Devotion for the Fifth Sunday After the Epiphany, Year A (ILCW Lectionary)   1 comment

Above:  Homeless (1890), by Thomas Kennington

Image in the Public Domain

Mutuality in God

FEBRUARY 5, 2023

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According to the Inter-Lutheran Commission on Worship (ILCW) Lectionary (1973), as contained in the Lutheran Book of Worship (1978) and Lutheran Worship (1982)

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Isaiah 58:5-9a

Psalm 112 (LBW) or Psalm 119:17-24 (LW)

1 Corinthians 2:1-5

Matthew 5:13-20

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Almighty God, you sent your only Son

as the Word of life for our eyes to see and our ears to listen. 

Help us to believe with joy what the Scriptures proclaim,

through Jesus Christ our Lord.  Amen.

Lutheran Book of Worship (1978), 16

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O God, our loving Father, through the grace of your Holy Spirit,

you plant your gifts of your love

into the hearts of your faithful people. 

Grant to your servants soundness of mind and body,

so that they may love you with their whole strength

and with their whole heart do these things

that are pleasing in your sight;

through Jesus Christ, your Son, our Lord, who lives and reigns

with you and the Holy Spirit, one God, now and forever.  Amen.

Lutheran Worship (1982), 26

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In various contexts, from different times, the Bible proclaims a consistent message:  God cares deeply how people treat each other.  God commands care for the vulnerable and weak.  This message is not merely for individuals.  Rather, it is usually collective.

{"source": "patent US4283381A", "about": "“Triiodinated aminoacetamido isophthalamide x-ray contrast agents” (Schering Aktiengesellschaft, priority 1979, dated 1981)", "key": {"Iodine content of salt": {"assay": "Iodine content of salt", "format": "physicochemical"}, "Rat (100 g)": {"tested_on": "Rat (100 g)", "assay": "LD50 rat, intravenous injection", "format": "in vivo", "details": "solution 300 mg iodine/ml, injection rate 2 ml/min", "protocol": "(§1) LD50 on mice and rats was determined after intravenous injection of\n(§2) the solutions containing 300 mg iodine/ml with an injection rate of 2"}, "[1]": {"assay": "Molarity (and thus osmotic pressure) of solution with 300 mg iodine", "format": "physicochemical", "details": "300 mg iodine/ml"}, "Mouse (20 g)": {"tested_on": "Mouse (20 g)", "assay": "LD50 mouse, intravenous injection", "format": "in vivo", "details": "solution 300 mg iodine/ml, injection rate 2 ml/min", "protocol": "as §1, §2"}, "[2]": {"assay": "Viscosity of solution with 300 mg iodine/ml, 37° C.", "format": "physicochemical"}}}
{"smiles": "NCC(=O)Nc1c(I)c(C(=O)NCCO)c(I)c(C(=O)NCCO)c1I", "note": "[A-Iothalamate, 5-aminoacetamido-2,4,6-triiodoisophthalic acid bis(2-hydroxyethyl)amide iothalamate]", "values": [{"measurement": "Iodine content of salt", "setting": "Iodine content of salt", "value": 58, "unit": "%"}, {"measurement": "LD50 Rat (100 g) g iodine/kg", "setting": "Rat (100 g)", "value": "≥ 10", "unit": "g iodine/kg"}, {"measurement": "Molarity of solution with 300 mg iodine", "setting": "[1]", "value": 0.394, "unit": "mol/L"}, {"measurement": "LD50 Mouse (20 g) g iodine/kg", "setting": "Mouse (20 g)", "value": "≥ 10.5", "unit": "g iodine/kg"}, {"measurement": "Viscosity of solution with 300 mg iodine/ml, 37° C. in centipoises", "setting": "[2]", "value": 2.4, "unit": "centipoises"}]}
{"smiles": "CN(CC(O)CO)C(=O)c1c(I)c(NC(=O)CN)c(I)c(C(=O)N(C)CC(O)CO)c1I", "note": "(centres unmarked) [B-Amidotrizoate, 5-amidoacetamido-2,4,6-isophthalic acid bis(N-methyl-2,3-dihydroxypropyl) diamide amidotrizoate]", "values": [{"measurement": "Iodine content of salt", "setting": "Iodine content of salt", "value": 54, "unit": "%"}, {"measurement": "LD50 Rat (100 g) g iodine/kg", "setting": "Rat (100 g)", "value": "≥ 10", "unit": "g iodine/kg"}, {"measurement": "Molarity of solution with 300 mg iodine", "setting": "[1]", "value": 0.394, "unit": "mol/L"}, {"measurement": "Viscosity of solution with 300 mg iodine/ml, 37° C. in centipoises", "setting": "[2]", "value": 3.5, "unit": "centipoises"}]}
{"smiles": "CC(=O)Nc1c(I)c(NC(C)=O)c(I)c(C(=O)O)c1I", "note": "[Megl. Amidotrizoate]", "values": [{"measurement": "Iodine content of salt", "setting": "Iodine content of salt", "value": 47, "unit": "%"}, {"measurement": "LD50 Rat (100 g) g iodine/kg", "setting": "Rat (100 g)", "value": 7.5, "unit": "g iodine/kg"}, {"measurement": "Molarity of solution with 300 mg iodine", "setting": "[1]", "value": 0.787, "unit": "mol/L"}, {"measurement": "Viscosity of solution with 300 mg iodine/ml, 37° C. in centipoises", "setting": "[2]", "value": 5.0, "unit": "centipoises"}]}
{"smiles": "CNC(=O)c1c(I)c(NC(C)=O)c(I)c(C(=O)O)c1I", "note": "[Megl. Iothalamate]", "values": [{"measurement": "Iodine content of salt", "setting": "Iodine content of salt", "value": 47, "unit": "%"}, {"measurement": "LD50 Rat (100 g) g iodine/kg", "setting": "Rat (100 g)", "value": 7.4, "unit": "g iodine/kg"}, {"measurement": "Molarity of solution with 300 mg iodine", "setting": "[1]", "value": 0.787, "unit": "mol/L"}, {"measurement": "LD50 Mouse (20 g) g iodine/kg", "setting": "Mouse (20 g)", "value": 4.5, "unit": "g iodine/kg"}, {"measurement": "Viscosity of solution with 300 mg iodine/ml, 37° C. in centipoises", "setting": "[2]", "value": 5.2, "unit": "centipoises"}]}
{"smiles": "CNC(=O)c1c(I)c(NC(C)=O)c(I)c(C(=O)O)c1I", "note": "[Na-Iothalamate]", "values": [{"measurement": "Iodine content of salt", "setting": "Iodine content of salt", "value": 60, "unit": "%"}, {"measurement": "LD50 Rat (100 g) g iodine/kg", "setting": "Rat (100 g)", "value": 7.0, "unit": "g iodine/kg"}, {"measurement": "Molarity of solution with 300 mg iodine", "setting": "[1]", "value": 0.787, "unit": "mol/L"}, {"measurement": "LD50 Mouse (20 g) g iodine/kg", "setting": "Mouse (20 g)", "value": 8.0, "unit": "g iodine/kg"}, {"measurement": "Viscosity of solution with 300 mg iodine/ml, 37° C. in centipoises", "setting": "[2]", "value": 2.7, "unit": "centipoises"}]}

The context of Isaiah 58:5-9a is instructive.  That context was Jerusalem, circa 538 B.C.E.  The first wave of Jewish exiles had returned to their ancestral homeland and found it a troubled, drought-ridden place, not the verdant utopia some prophets had promised.  Second Isaiah reminded people who were feeling vulnerable to care for those who were more vulnerable.  Second Isaiah reminded people of mutuality and complete dependence on God, principles from the Law of Moses.

Jesus upheld the Law of Moses.  He criticized people who taught it badly and wrongly.

When we–collectively and individually–feel vulnerable and do not acknowledge our complete dependence on God, we may victimize or ignore the more vulnerable and the less fortunate.  When we–collectively and individually–do not feel vulnerable and do not acknowledge our complete dependence on God, we may victimize the more vulnerable and the less fortunate.  Either way, we–collectively and individually–may safeguard “me and mine” and endanger or ignore people God does notice.  There is another way, though.  We–collectively and individually–can notice those God notices.  And we–collectively and individually–can practice mutuality and the recognition of universal human dependence on God.

KENNETH RANDOLPH TAYLOR

JANUARY 22, 2022 COMMON ERA

THE FEAST OF JOHN JULIAN, ANGLICAN PRIEST, HYMN WRITER, AND HYMNOLOGIST

THE FEAST OF ALEXANDER MEN, RUSSIAN ORTHODOX PRIEST AND MARTYR, 1990

THE FEAST OF BENJAMIN LAY, AMERICAN QUAKER ABOLITIONIST

THE FEAST OF SAINT LADISLAO BATTHÁNY-STRATTMAN, AUSTRO-HUNGARIAN ROMAN CATHOLIC PHYSICIAN AND PHILANTHROPIST

THE FEAST OF SAINT VINCENT PALLOTTI, FOUNDER OF THE SOCIETY FOR THE CATHOLIC APOSTOLATE, THE UNION OF CATHOLIC APOSTOLATE, AND THE SISTERS OF THE CATHOLIC APOSTOLATE

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Link to the corresponding link at BLOGA THEOLOGICA

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One response to “Devotion for the Fifth Sunday After the Epiphany, Year A (ILCW Lectionary)

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  1. Pingback: Mutuality in God XI | BLOGA THEOLOGICA

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